Beginner Beekeeper Q-and-A: What Equipment Do I Need to Get Started?

You've learned about the components of a hive, so what's next? Here are the gadgets and gizmos you'll need to start beekeeping this spring.

by Kristina Mercedes Urquhart
PHOTO: Zach Frailey/Flickr

Newcomers to just about any hobby find themselves in an odd place between knowing and doing. Just before a person really gets going, there is enormous potential. That potential, the fantasy of what is to come, drives us to learn more and do our best, especially when it comes to beekeeping. But it can also make us vulnerable to crafty sales pitches and gadgets we don’t need. The hobby of beekeeping is rife with strange contraptions and doohickeys that look unusual to someone who doesn’t know how to use the items in the right context. We’ve taught you about “woodenware” (the components of a hive) as well as how to choose the best location for that hive. So today we answer the question: How does a new beekeeper know what equipment it takes to get started?

What does a successful beekeeper really need?

Successful beekeepers start with a solid foundation of knowledge and humility to be open to what they do not know. As a beekeeper, you learn something new every year, for as long as you keep bees. Old timers in our local beekeeping club have spent three decades or more keeping bees, and they are still surprised by things.

What equipment is necessary?

Truly, some beekeepers get by on the bare minimum— housing for their bees, and some type of smoker for inspections. You don’t really need anything. But some equipment makes beekeeping a lot easier, much safer and more fun. For those reasons, I recommend three things:

  • Safety gear, including protective clothing and a veil
  • A smoker
  • Hive equipment, called “woodenware” and all of its various parts

Why do I need safety gear? Can’t I just wear jeans and a long-sleeve shirt?

Sure, many beekeeper will tell you they’ve conducted hive inspections in their everyday attire. There’s nothing terribly wrong with jeans, and many beekeepers wear their normal clothes to inspect their hives. But protective clothing has more than a few pros, especially for the new beekeeper. First, its designed to keep bees OUT. A mesh veil around the face zips into a jacket. The jacket as well as pants have elastic cuffs. The ensemble is more than just silly look. It serves a very important purpose of safety. Additionally, street clothes often smell like many things, some of which is your own body scent. Bees like things to smell like their home, and they’re very sensitive to aromas. Beekeeping attire is worn only during inspections and ends up smelling like smoke and honey—scents that will not alarm the honeybees.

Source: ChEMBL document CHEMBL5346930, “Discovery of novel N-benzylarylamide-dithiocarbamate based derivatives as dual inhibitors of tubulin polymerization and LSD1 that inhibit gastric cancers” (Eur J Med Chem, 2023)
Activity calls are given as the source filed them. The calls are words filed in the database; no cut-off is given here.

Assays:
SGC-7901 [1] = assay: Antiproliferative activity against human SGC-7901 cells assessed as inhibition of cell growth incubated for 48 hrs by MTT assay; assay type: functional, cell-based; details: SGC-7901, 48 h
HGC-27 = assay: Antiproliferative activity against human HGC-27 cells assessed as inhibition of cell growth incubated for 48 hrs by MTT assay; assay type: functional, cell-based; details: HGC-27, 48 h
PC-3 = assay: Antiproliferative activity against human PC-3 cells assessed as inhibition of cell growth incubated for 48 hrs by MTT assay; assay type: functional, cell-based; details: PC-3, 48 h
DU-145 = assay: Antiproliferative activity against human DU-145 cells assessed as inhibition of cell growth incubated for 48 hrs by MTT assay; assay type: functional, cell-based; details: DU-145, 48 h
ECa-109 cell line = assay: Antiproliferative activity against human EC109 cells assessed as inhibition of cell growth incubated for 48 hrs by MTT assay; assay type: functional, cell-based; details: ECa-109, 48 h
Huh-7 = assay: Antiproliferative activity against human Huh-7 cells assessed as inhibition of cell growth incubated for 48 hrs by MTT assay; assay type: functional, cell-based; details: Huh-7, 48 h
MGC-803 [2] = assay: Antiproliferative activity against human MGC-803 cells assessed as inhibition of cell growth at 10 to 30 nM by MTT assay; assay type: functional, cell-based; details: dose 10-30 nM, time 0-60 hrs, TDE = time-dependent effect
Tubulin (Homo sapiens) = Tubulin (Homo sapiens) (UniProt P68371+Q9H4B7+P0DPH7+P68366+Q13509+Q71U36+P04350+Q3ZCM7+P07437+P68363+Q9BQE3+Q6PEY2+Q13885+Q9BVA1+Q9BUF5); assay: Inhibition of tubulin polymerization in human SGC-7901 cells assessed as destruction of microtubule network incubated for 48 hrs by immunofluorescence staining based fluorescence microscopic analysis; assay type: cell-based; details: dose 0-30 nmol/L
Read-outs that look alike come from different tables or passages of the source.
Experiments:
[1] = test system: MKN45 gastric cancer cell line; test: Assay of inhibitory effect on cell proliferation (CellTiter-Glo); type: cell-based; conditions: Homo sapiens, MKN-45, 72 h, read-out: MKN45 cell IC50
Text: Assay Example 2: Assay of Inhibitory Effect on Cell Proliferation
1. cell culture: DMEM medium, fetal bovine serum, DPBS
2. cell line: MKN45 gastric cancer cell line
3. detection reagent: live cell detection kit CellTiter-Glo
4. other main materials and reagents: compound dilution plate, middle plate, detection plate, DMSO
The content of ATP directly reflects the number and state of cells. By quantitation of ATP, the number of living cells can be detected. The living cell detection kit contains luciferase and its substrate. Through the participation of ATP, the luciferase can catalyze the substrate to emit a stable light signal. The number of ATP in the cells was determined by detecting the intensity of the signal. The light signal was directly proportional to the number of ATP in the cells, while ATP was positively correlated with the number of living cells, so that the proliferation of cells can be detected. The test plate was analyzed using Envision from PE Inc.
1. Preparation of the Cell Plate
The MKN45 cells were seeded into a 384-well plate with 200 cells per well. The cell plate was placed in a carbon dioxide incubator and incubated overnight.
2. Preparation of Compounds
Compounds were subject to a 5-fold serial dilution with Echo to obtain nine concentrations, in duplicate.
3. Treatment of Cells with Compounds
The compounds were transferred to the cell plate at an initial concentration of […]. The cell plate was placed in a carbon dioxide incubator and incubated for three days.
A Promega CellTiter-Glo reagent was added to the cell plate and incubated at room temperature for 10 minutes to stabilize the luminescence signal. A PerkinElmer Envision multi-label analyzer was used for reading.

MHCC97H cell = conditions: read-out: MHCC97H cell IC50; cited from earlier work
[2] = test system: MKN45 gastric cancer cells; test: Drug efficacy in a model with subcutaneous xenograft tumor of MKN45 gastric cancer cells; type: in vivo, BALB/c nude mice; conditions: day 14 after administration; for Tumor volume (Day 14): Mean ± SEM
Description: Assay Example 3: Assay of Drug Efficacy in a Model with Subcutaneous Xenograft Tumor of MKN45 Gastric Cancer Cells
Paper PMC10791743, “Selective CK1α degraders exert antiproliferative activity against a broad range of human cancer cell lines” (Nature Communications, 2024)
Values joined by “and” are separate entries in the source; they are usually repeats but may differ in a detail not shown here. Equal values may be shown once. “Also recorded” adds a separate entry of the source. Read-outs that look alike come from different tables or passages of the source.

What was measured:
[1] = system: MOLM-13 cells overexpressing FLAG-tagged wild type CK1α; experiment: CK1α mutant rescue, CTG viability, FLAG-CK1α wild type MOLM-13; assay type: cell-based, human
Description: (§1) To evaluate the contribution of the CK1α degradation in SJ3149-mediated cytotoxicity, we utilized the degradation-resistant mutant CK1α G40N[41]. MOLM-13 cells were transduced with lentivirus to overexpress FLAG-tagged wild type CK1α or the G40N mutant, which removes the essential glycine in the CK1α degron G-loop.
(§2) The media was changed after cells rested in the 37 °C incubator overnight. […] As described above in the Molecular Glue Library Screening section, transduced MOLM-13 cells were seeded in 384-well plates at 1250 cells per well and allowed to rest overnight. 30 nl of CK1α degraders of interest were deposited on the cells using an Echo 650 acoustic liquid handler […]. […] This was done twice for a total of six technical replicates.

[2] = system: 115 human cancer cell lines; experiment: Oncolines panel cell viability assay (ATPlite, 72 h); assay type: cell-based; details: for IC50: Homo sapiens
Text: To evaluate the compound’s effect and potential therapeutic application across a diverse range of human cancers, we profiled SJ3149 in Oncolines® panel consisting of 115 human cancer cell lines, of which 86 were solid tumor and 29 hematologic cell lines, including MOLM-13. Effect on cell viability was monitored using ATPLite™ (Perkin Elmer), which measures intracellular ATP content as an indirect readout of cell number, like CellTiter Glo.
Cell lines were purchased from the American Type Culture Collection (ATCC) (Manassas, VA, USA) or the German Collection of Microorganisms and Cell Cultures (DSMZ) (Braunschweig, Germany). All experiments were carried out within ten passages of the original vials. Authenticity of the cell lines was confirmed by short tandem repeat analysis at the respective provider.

What’s a smoker?

A smoker is a cylindrical metal can with a handle and a spout at the top, used to create a smoke to calm the bees during an inspection. Imagine the Tin Man from The Wizard of Oz and you’ve got a good visual. The beekeeper squeezes the bellows, creating air flow that keeps the fire lit within. When made properly, a smoker produces a cool white smoke that masks the bees’ communication pheromones, giving you a safe opportunity to inspect the hive without stings or mass panic (on the bees’ part, anyway).

I’m convinced. Where do I get the bare necessities of equipment?

If you’re lucky, you have a beekeeping supplier near you. If not, there are several reputable companies online that ship all over the country. Search the internet for “beekeeping supplies” and you’ll hit several of the top companies in the United States. Happy shopping!

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